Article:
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Excel 2019: Simultaneously Edit the Same Workbook in Office 365


March 07, 2019 - by Bill Jelen

Excel Simultaneously Edit the Same Workbook in Office 365. Photo Credit: Perry Grone at Unsplash.com

For decades, some people have been wanting a better way to have multiple people in the same workbook at the same time. The old Shared Workbook functionality was awkward. People resorted to only one person having write access at a time", which led to someone opening the file and then forgetting to close it before going for a two-hour lunch and tying up the file that whole time.

After Google's spreadsheet product began offering the ability for multiple people to edit the same worksheet, the Excel team spent over two years developing a feature that they call co-authoring. The feature was released to Office 365 customers in the summer of 2017.

The feature works well once you get it set up. But it is difficult to figure out all of the steps to allow multiple people to use Excel on their computers instead of having some people stuck using Excel online.

To start, choose one person to be the owner of the workbook. This person should already have a One Drive For Business or SharePoint Online folder set up. The owner of the document should use File, Save As and choose to save the document in either OneDrive or SharePoint Online.


The owner of the workbook clicks the Share icon in the top right corner of Excel.

The top right of the Excel window offers icons for Share and Comments. Click Share.

The Share panel asks you to invite people by e-mail address.

The Share pane says Invite People and offers an icon where you can choose from your Contacts.

But if you look at the bottom of the panel, you can generate a sharing link.

At the bottom of the Share pane are two choices: Send as Attachment and Get a Sharing Link. Choose Get a Sharing Link.

Generate a sharing link where anyone with the link can edit the workbook.

Copy the link and send it to others on your team.

The Share Panel offers an Edit Link and a View-Only Link. Click the button to create either (or both) link. Once you create the link, you will see it is insanely long (https://1drv.ms/s/aksldsjasjdskjsajaldkladjkl. Instead of trying to type the link, use the Copy button that appears to the right of the link.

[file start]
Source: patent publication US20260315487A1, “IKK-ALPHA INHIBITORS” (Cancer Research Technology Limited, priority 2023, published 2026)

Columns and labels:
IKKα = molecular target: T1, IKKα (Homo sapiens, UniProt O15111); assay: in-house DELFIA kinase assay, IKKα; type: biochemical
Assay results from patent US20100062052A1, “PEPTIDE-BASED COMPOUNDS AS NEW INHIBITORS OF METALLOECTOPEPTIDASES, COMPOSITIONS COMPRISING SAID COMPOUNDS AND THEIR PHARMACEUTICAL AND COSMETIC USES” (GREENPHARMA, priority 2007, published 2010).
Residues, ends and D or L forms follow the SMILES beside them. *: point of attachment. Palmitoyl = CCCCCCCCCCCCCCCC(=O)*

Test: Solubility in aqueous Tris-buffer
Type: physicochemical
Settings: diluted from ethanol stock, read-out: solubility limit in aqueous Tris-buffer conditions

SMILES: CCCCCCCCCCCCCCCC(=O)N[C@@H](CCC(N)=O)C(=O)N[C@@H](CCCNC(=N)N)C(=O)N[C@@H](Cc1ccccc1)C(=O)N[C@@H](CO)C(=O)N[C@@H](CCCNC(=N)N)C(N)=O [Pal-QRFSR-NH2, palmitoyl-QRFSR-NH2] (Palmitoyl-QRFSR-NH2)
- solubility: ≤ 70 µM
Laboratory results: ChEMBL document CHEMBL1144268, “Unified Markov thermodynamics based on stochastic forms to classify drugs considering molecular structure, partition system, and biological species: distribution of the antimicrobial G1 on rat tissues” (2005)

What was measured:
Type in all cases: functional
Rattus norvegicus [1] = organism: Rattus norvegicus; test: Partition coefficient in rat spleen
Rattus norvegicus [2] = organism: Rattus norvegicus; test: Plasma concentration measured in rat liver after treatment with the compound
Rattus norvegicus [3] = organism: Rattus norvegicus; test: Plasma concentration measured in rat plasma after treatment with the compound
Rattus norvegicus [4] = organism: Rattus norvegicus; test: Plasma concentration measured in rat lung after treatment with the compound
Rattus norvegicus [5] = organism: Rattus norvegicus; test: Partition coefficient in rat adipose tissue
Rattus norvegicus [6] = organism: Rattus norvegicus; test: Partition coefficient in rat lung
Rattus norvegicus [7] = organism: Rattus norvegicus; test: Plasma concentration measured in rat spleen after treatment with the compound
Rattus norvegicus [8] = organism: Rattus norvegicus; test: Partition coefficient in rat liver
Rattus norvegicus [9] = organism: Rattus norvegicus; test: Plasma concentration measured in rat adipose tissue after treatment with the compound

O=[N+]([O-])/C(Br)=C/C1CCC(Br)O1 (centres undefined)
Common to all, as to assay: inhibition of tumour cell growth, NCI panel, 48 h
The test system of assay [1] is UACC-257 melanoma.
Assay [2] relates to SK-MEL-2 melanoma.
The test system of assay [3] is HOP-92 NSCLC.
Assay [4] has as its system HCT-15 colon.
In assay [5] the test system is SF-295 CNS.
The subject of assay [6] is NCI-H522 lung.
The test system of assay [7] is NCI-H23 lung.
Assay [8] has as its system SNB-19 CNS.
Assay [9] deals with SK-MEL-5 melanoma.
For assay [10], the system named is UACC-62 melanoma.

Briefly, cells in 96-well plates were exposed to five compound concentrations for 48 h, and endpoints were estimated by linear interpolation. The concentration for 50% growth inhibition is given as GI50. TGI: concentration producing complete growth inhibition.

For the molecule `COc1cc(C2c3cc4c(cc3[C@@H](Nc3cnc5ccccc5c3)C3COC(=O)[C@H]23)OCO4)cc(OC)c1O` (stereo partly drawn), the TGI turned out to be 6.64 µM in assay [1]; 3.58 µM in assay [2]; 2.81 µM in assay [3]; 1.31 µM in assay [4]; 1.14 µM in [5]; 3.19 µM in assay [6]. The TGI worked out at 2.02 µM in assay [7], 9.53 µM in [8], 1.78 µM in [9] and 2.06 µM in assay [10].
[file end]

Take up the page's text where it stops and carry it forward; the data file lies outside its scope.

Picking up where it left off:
The next step is the annoying part. When they follow the link, they will be taken as a guest to Excel Online. The spreadsheet will appear and they can edit in Excel Online. I talked to people from one company who stopped at this point. One person (the workbook owner) would edit in Excel and everyone else was stuck in Excel Online.

Caution

As shown below, the "Edit in Browser" button is very prominent and it is what you are likely to click. In desperation, you might try clicking Download, but this removes the ability to co-author. Not so obvious in the top right corner is the Sign In button.

This figure shows the workbook in Excel Online. A big icon says "Edit in Browser", but you don't want this one. The next icon says Download and you definitely don't want that one. Far to the right is a button to Sign In. That is what you have to do first.

For the other co-authors to use the workbook in the real version of Excel running on a PC, they have to first Sign In to Excel online. Use the credentials that are shown in Excel under File, Account.

Once they have signed in, then the Edit Workbook drop-down menu appears. Open the menu and choose Edit in Excel. This is the only way to have everyone co-author and use the real desktop Excel instead of Excel Online.

While you and others are working in a document, your active cell will be outlined in green. The active cells for others will be other colors. If you want to know who is editing a cell, hover over that cell.

This shows an Excel worksheet with three cell pointers. One in Green is your active cell. Two other cell pointers show where your co-workers are working.

Co-authoring will work fine provided everyone avoids editing the same cell at the same time.

When someone (probably your manager), dives in to edit a cell that you are already editing, then a confusing set of rules decides who's edit wins. Rather than dealing with these rules, be happy that co-authoring mostly works and have everyone agree not to edit the same cell at the same time.

Co-authoring is a whole new experience. There are good things and bad things that you need to get used to when you are co-authoring.

Title Photo: Perry Grone at Unsplash.com


Bill Jelen is the author / co-author of
Microsoft Excel 2019 Inside Out

Dive into Microsoft Excel 2019–and really put your spreadsheet expertise to work. This supremely organized reference packs hundreds of timesaving solutions, tips, and workarounds–all you need to make the most of Excel’s most powerful tools for analyzing data and making better decisions.